RICHMOND, Va. (CN) – The Trump administration prevailed this year in only one of the many lawsuits it faced for trying to end a deportation-deferral program for qualifying young immigrants. Fighting to keep that win, attorneys for the government argued Tuesday at the Fourth Circuit that the decision to end DACA is not judicially reviewable.
Short for Deferred Action for Childhood Arrivals, the Obama-era program adopted in 2012 allowed about 800,000 undocumented youth to get permits so they could work here. The announcement of a DACA rollback in September 2017 by then-Attorney General Jeff Sessions sparked challenges across the country, but U.S. District Judge Roger Titus in Maryland became the only judge to find that the court lacked jurisdiction to hear one such case.
Despite injunctions from the Ninth Circuit and other courts that have kept DACA in place, a lawyer for the Department of Justice told the Richmond, Va.-based appellate panel on Tuesday that it must affirm.
“DHS is vested with enforcement discretion and DACA was a nonenforcement of a policy,” said Hashim Mooppan, using abbreviations for the Department of Homeland Security as well as the immigration program.
Mooppan argued that DACA stopped Homeland Security from deporting people who fell within the policy’s criteria.
“The decision to rescind is a question of to enforce or not to enforce,” Mooppan said.
Mooppan also made the point that those who won DACA benefits entered into the program with full knowledge that it could be ended at any time.
But lawyers for the challengers, led by a group called CASA, pointed to the findings of other courts that racial animus motivated the government to abruptly rescind the program.
Emily Dillingham with Arnold & Porter emphasized that DACA participants submitted vast amounts of personal information to enroll in the program, only to have the government turn around and use that same information to target them for removal.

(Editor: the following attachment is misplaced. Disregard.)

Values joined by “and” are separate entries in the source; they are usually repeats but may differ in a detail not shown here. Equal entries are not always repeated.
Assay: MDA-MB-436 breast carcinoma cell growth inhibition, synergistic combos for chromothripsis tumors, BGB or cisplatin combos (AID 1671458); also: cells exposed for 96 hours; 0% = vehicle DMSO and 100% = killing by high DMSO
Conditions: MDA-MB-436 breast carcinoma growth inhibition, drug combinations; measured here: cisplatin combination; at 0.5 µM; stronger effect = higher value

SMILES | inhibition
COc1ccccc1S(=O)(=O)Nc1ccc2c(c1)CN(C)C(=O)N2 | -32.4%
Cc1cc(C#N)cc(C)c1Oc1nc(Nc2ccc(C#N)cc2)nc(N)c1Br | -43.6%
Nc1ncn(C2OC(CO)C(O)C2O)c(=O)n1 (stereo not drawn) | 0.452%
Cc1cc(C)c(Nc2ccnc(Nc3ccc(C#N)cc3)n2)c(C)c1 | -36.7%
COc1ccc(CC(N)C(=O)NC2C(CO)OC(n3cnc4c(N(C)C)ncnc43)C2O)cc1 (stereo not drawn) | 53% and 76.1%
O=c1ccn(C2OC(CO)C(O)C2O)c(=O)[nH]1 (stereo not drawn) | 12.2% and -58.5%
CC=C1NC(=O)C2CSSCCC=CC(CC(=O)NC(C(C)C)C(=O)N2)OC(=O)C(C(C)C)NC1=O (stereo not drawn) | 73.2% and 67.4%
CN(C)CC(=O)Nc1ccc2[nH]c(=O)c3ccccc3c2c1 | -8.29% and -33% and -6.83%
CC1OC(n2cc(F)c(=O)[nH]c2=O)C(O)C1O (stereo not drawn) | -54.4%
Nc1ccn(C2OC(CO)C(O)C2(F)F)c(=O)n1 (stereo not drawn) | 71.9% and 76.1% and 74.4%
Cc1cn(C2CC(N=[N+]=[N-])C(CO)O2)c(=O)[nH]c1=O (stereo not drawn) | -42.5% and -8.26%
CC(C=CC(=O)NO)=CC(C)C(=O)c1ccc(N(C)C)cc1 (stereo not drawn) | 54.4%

“Given what the government was trying to do, it was not unreasonable to say that personal information wouldn’t be used again [DACA recipients],” she said.
The argument faced pushback, however, from U.S. Circuit Judge Julius Richardson, the newest member of the Fourth Circuit and a Trump appointee.
“They took that risk,” he said.
Though CASA’s lawyers have urged the court to consider the bigoted statements from President Trump, who has publicly described Mexican immigrants as criminals and rapists, Mooppan argued that the comments failed to prove racial animus.
“Those comments were from a third party,” the lawyer said.
U.S. Circuit Judge Robert King was skeptical, however, of that argument.
“The third party was the president of the United States,” said King, a Clinton appointee.
Pointing to the injunctions from the Ninth Circuit and other courts that kept DACA in place, U.S. Circuit Judge Albert Diaz, an Obama appointee, pushed Mooppan on the possibility of creating a circuit split.
Mooppan meanwhile urged the Fourth Circuit not to rush out a ruling, noting that the Justice Department is working to have the Supreme Court take up the Ninth Circuit’s ruling in the separate DACA case.
“[You] will have guidance soon,” Mooppan said.
The court also heard arguments on behalf of CASA from John Freedman with Arnold and Porter.
Freedman tried to differentiate CASA’s challenge based on the group’s demand for documents from the federal agencies that were involved in ending the program.
“The record has never been completed,” Freedman said.
The judges did not indicate when they plan to rule.